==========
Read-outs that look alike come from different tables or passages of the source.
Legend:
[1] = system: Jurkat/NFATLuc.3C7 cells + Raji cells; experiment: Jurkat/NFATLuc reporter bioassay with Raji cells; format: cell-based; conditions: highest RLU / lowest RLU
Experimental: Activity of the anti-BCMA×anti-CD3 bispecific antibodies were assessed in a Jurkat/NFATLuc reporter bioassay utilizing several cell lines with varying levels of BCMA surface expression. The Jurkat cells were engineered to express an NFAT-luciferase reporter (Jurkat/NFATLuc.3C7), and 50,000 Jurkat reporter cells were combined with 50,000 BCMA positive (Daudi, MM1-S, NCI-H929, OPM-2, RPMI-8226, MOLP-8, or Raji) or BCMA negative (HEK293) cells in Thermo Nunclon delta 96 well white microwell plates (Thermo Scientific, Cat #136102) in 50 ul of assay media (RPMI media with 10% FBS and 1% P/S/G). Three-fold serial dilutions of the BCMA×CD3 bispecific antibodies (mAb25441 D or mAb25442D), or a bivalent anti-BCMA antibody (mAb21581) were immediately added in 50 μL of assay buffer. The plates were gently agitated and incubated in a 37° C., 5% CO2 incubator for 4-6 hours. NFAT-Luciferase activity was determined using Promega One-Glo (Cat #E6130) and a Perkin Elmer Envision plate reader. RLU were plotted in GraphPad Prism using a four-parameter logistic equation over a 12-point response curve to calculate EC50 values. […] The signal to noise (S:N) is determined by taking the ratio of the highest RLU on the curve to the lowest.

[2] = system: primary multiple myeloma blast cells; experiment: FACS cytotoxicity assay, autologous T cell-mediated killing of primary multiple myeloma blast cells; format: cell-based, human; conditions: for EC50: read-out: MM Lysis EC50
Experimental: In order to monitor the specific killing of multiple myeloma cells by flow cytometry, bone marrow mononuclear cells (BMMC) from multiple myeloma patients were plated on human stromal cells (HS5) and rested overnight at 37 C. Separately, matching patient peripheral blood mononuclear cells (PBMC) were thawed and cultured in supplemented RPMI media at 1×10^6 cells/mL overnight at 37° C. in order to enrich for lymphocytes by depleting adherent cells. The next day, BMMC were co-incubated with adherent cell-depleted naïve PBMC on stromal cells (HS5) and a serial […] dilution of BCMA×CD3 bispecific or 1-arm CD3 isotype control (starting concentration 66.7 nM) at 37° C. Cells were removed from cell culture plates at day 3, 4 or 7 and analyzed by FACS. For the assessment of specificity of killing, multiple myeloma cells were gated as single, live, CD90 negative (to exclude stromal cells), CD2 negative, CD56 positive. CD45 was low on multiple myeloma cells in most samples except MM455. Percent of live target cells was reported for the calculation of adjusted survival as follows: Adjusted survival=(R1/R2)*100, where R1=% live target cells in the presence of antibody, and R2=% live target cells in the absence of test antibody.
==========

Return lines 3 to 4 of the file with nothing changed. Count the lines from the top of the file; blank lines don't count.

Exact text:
[1] = system: Jurkat/NFATLuc.3C7 cells + Raji cells; experiment: Jurkat/NFATLuc reporter bioassay with Raji cells; format: cell-based; conditions: highest RLU / lowest RLU
Experimental: Activity of the anti-BCMA×anti-CD3 bispecific antibodies were assessed in a Jurkat/NFATLuc reporter bioassay utilizing several cell lines with varying levels of BCMA surface expression. The Jurkat cells were engineered to express an NFAT-luciferase reporter (Jurkat/NFATLuc.3C7), and 50,000 Jurkat reporter cells were combined with 50,000 BCMA positive (Daudi, MM1-S, NCI-H929, OPM-2, RPMI-8226, MOLP-8, or Raji) or BCMA negative (HEK293) cells in Thermo Nunclon delta 96 well white microwell plates (Thermo Scientific, Cat #136102) in 50 ul of assay media (RPMI media with 10% FBS and 1% P/S/G). Three-fold serial dilutions of the BCMA×CD3 bispecific antibodies (mAb25441 D or mAb25442D), or a bivalent anti-BCMA antibody (mAb21581) were immediately added in 50 μL of assay buffer. The plates were gently agitated and incubated in a 37° C., 5% CO2 incubator for 4-6 hours. NFAT-Luciferase activity was determined using Promega One-Glo (Cat #E6130) and a Perkin Elmer Envision plate reader. RLU were plotted in GraphPad Prism using a four-parameter logistic equation over a 12-point response curve to calculate EC50 values. […] The signal to noise (S:N) is determined by taking the ratio of the highest RLU on the curve to the lowest.